9:00am and our alarm went off. I stuck my earphones in and sat up to do my daily meditation and let my husband rest another 20 minutes. 75 minutes later and we were out the door with our packs on our way to Northfield Train Station.
We took the train from here to Birmingham New St and then walked to Birmingham Moor Street to catch the train to Kidderminster at 11:10am.
Once we arrived into Kidderminster we walked westward to the small village of Bewdley to arrive at Hopley’s Caravan and Camping Family grounds.
It cost us only £8 each for our one man hiking tent pitches. We were shown which areas we could pick to place our tents on their map. It was a very large space and we picked an area just on the other side of a little pond in which we had to cross a little wooden bridge to get to.
We recently bought our 1 man hiking tents. They only weigh 1.4 kg, inner and outer sheet, hemmed, compact and waterproof for only £19.99 in ALDI. We are extremely impressed with them. In fact I am more impressed with this than my Snugpak Lonosphere which was damaged and the outer sheet never touched the ground so got very windy inside. This ALDI tent not only touched the ground but was flush with the ground.
I got my other equipment into my tent. With me I took my medium sized Thermarest NeoAir XLite inflatable mattress. This is a life saver in colder weather. Weighs next to nothing easy to erect and repack and feels suuuuper warm under your body. It pushes cold air back into the ground, while circulating warm body heat back to the body. The temperature dropped to 4 or 5oC over night but I still felt the warmth from the mattress.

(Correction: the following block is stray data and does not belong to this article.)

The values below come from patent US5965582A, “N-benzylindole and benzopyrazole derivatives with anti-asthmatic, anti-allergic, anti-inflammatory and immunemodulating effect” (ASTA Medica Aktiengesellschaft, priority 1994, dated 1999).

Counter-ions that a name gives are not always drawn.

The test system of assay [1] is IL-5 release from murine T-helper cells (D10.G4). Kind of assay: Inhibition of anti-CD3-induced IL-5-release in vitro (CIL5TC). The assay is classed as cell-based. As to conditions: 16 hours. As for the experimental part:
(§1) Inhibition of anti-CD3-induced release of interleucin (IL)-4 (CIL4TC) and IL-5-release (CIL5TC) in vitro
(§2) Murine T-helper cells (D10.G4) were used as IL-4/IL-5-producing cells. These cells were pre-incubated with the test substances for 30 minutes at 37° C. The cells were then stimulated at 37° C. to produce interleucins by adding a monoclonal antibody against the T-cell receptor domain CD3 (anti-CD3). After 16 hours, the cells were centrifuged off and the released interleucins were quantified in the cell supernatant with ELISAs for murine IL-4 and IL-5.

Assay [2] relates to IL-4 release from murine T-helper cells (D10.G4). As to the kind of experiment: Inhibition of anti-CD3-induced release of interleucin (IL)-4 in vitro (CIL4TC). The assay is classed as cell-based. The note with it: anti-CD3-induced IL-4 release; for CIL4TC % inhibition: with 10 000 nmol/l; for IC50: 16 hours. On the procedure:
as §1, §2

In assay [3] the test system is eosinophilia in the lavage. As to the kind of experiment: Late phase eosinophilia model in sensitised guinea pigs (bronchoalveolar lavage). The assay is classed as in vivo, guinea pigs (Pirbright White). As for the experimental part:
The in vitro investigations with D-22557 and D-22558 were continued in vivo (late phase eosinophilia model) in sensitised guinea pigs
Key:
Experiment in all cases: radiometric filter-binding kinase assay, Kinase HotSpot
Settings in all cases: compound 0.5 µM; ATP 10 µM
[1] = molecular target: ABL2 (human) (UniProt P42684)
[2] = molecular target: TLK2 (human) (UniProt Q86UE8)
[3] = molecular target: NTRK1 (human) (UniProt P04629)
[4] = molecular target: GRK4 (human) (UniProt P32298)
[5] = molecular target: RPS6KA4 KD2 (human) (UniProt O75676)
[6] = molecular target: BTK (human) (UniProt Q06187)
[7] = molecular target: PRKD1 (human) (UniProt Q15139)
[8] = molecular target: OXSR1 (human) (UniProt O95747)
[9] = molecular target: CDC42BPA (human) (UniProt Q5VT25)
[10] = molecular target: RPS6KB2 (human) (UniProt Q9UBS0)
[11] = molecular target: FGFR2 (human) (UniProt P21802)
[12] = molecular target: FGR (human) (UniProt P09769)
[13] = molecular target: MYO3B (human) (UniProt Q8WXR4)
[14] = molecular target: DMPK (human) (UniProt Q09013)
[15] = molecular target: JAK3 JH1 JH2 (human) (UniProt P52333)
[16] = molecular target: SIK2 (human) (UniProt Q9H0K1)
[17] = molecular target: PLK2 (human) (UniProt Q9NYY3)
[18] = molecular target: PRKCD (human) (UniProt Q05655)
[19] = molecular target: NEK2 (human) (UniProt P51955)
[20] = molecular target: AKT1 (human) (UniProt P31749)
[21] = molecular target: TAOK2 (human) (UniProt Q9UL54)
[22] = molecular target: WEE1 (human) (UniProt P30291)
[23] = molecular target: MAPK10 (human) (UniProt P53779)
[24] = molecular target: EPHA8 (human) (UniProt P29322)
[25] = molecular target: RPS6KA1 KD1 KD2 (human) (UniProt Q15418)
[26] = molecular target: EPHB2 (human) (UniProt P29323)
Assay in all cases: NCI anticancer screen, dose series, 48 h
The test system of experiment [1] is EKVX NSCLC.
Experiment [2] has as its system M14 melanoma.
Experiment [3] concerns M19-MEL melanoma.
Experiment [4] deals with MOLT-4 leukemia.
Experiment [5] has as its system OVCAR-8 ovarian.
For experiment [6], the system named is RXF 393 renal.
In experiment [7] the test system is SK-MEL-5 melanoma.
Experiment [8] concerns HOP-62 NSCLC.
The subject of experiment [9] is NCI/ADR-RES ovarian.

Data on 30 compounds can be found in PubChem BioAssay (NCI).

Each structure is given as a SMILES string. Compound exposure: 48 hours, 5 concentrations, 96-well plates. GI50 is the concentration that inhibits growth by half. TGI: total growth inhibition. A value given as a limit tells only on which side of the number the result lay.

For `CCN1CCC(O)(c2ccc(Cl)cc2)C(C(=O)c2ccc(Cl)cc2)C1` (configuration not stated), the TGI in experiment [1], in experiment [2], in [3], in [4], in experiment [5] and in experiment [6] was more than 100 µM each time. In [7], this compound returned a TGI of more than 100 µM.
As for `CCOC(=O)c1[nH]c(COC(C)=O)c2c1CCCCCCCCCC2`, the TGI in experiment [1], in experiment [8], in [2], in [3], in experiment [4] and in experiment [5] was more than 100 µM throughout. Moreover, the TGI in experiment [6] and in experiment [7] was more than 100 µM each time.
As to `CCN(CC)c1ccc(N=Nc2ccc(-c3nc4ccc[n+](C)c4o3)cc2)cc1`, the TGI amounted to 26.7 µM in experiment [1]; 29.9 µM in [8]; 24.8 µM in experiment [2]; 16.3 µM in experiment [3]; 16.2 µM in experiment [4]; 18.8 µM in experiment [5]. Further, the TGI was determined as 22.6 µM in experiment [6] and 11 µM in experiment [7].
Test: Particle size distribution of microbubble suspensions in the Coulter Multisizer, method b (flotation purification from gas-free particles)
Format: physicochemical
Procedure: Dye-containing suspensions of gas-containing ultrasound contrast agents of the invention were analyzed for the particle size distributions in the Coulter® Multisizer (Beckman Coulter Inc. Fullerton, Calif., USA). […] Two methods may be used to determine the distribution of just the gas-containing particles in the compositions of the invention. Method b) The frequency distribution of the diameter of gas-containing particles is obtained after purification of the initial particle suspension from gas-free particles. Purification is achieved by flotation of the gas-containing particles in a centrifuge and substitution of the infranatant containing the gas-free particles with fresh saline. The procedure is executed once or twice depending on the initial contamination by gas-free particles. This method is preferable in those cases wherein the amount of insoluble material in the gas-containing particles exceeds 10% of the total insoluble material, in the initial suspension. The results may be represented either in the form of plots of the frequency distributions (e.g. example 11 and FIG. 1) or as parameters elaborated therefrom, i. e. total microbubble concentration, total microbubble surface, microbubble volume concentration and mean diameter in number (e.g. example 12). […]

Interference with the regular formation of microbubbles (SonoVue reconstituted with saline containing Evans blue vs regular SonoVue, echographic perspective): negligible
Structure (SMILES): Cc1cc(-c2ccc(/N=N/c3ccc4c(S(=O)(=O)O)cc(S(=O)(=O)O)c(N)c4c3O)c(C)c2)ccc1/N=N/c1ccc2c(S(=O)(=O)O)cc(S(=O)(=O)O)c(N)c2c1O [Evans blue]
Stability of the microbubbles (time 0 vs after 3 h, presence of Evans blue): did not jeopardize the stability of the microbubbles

My sleeping bag was the OMM Mountain Raid 1.0. I want to love this bag I really do but it’s not enough on its own in this country lol. The quality and weight is absolutely exceptional though and with my long john’s, trackies bottoms, 2 tshirts, fleece jacket and standard sleeping bag liner I was just about warm enough in 5oC. It really is a one season summer (our one week hot summer) type of bag.
Sneaks I wore my Salomon Speedcross 3s. Excellent shoes for grip and nice light weight. I feel like these are too structured and supportive for my type of landing though. I will be trying to use a HOKA trail sneak soon instead for extra cushioning and to help my over supination.
My bag was the WAA Ultra Pack 20L. I didn’t bring the front pouch. This is just enough size for my packed items and a kilogram of dates. Love this bag. Only long distances though (especially if not running) I may opt for a 45 L bag instead, so I can pack more food.
Clothing was just 2 cotton tshirts, fleece jacket and £10 trackie bottoms. I messed up with the trackies recently when I went to try the Pennine Way National Trail. Ideally I would like to take waterproof trousers, I checked what the odds were of rain this time though the day we left and it was only 2% so I took a gamble, as we were only going to be walking one day and was right. My jacket is the Marmot Essence Waterproof Jacket. Can never complain with this. I use it for everything nearly these days. It keeps me dry when shopping, walking, hiking and running. Sweats vanishes from it very easily too and it’s so breathable. I would recommend anyone to have one of these jackets!